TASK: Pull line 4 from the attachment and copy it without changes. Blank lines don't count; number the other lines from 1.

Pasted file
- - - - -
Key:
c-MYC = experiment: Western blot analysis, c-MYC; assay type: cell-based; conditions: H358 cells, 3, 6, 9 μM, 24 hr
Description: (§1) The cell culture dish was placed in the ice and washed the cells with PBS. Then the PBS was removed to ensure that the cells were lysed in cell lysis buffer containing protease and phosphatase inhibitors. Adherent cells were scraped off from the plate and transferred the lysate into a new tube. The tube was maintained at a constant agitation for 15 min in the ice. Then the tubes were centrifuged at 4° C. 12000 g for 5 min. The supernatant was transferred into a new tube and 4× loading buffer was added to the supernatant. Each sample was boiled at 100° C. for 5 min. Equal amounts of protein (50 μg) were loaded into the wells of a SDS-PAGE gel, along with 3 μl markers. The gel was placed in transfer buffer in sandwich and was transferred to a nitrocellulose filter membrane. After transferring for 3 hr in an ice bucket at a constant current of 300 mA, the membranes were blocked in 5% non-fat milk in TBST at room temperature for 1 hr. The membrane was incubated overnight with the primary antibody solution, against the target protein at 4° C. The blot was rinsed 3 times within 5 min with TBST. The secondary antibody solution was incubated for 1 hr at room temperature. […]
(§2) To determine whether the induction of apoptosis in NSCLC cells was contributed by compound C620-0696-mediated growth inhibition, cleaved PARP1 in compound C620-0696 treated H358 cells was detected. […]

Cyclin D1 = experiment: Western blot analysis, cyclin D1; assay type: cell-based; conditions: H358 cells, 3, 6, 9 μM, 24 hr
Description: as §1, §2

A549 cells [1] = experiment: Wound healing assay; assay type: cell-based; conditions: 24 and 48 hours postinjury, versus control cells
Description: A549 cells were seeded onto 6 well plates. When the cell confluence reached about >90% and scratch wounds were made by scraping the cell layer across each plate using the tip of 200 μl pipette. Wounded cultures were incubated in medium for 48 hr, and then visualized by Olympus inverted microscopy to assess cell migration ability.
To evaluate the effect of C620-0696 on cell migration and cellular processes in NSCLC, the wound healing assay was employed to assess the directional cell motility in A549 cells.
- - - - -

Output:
(§2) To determine whether the induction of apoptosis in NSCLC cells was contributed by compound C620-0696-mediated growth inhibition, cleaved PARP1 in compound C620-0696 treated H358 cells was detected. […]